Size: 25 inches
General Description: The Red-throated Loon is the smallest and slimmest of the loons, and may often be confused with a Cormorant when seen flying. It has a small head and a thin, upward-pointing bill. It is the only loon capable of taking flight from land. The male in breeding plumage is elegantly attired in dove gray with white pin-stripes and a burgundy-colored throat. His head is gray with a dark bill and red eyes, his back a brownish-black with some spotting and the back of the head to the base of the neck has the pin-stripes. In non-breeding plumage, the throat and face are white, with the white surrounding the front of the eyes. Immature birds are more like the non-breeding adults, but with grayer necks.
Habitat: Red-throated Loons nest in small ponds on the tundra, near large lakes or on the coast. When not on breeding territory, they are found in quiet bays and shallow or protected water, and may be seen in small groups.
Behavior: Not only are Red-throated Loons able to take flight from land, they can also take off from the water without a running start, allowing them to use smaller bodies of water for nesting territories. They are the only loon that forages away from the nesting pond during breeding season. When they return from foraging, they fly to the pond, never the nest area.
Diet: The year-round diet of these loons is mostly saltwater fish, but they also eat crustaceans, mollusks, frogs, and other aquatic creatures.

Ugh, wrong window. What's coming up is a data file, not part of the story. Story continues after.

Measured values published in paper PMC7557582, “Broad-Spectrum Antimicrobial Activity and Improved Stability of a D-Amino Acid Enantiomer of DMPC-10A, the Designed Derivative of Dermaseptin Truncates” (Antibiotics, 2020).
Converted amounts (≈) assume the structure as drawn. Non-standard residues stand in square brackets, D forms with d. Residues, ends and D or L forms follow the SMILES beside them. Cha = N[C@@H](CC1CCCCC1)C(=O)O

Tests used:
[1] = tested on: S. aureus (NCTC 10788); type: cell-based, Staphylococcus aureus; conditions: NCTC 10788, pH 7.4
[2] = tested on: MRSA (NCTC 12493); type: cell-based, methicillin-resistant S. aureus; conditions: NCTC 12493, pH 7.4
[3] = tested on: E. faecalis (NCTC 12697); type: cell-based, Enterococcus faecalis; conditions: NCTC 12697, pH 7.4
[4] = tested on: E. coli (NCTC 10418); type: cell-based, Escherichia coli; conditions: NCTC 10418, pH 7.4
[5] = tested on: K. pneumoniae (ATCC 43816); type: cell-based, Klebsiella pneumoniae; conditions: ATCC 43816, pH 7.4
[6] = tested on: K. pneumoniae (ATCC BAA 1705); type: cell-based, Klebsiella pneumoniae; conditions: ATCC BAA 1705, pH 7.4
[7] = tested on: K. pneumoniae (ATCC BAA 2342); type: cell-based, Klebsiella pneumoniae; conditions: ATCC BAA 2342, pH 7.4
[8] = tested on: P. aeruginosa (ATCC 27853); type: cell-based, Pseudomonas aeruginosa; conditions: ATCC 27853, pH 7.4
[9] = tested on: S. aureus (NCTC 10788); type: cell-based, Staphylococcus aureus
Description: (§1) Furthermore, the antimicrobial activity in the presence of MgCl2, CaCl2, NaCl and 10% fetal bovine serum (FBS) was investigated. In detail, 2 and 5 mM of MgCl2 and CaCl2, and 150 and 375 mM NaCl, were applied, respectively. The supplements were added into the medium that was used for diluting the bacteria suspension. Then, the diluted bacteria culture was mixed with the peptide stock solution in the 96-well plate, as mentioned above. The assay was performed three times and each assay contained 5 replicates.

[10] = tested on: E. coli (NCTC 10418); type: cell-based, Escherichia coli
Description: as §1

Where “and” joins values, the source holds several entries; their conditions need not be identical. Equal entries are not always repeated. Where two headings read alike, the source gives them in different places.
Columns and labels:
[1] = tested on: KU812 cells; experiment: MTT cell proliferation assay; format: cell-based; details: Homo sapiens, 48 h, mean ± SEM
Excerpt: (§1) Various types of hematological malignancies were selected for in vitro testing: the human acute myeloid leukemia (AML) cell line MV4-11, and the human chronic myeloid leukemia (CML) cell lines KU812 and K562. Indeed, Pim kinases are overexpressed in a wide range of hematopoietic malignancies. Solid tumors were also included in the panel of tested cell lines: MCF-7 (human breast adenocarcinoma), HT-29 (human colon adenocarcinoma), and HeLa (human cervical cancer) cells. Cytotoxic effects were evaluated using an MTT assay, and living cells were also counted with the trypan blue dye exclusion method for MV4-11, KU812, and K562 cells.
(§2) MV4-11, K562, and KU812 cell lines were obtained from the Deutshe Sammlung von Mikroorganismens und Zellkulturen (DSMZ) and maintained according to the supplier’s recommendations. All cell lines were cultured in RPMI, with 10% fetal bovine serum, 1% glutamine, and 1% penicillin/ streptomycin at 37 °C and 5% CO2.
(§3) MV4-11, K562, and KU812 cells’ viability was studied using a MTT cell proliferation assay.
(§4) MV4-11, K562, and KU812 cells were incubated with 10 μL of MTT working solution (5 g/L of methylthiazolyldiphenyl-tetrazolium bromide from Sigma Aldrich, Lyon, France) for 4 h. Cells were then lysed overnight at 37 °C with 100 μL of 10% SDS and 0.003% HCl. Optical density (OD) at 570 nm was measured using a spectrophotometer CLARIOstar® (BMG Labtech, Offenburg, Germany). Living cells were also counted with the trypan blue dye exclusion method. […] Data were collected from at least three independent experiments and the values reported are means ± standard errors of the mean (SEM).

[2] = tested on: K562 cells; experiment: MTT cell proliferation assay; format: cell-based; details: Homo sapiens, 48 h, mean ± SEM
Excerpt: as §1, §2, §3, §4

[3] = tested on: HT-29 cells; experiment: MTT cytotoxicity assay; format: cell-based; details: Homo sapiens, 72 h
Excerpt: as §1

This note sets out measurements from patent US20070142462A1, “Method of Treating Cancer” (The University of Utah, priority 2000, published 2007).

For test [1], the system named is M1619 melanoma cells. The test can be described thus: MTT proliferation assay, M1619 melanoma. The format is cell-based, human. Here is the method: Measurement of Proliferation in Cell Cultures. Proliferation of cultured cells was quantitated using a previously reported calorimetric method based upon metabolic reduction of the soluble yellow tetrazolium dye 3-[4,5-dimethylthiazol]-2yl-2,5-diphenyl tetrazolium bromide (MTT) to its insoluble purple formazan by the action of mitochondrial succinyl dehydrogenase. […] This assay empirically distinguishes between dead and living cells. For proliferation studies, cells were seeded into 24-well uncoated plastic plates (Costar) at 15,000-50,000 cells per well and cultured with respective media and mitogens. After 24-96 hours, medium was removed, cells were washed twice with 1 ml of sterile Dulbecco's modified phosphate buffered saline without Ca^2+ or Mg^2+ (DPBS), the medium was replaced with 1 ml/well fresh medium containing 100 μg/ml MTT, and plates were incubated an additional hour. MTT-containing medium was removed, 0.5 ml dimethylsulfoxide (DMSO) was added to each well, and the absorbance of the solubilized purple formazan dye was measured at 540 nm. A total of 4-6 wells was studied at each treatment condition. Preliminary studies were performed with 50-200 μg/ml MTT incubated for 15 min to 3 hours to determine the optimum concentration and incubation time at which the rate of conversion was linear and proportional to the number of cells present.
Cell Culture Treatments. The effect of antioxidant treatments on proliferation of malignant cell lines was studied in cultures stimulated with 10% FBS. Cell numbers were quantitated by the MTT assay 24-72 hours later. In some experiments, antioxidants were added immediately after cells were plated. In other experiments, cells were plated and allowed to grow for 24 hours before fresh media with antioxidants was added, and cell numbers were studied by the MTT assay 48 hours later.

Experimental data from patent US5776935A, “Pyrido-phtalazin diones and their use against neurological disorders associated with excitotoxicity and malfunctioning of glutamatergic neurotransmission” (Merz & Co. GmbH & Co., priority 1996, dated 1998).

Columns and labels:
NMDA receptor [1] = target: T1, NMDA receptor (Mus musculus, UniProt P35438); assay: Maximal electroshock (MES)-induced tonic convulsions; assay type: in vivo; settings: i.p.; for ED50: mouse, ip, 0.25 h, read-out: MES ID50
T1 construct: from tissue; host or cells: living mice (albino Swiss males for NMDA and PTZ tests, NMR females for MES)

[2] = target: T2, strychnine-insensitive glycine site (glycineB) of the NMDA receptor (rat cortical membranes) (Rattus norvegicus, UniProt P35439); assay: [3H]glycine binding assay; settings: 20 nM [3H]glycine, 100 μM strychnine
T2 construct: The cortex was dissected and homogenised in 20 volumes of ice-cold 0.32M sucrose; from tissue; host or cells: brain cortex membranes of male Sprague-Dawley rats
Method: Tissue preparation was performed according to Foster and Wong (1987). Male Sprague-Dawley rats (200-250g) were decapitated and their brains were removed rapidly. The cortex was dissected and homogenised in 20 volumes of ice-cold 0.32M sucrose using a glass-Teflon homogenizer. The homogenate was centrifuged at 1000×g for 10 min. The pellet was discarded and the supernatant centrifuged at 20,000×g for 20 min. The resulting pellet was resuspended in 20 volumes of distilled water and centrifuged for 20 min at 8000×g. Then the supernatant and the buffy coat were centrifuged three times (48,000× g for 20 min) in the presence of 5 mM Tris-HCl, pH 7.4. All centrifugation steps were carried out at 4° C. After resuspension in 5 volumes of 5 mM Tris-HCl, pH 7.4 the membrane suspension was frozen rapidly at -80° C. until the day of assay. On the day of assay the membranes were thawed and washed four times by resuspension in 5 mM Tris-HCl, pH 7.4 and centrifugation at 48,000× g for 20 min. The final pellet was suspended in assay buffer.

Nesting: Red-throated Loons breed farther north than any other loon and engage in elaborate displays, bill-dipping and splash-diving, followed by fast underwater rushing. They build a saucer or scrape of a nest on muddy ground within a foot of water, or a platform of mud and aquatic vegetation, and line it with finer grasses and some feathers. Both parents incubate two eggs 24 to 29 days. The young leave the nest within a day of hatching, and both parents continue to tend and feed the young. (Who can forget the sight of a young loon riding on its parents back?) Fledging is from 49 to 51 days.
Migration Status: These loons are medium-distance migrants; they fly south along the coast, rarely more than a mile offshore, and often winter only as far south as the middle of the coast of Mexico. Many birds don’t even fly that far, preferring to remain in the Pacific Northwest.
Conservation Status: The population of Red-throated Loons in Alaska has declined 53 percent in the last 20 years. Oil spills and habitat loss are major threats, significant risk factors because such areas are slow to rebound. They use marine waters year round, which makes them vulnerable to pollution of any kind year round.
When and Where to Find in Grays Harbor: The fall migration is in late September and October, but non-breeders are found here year-round. They can most often be seen in our estuaries, the mouths of our rivers, and inside the jetties in calmer waters. I know of at least two birds hanging around inside the old jetty off the Oyehut Game Range in Ocean Shores right now.
Dianna Moore | Grays Harbor Audubon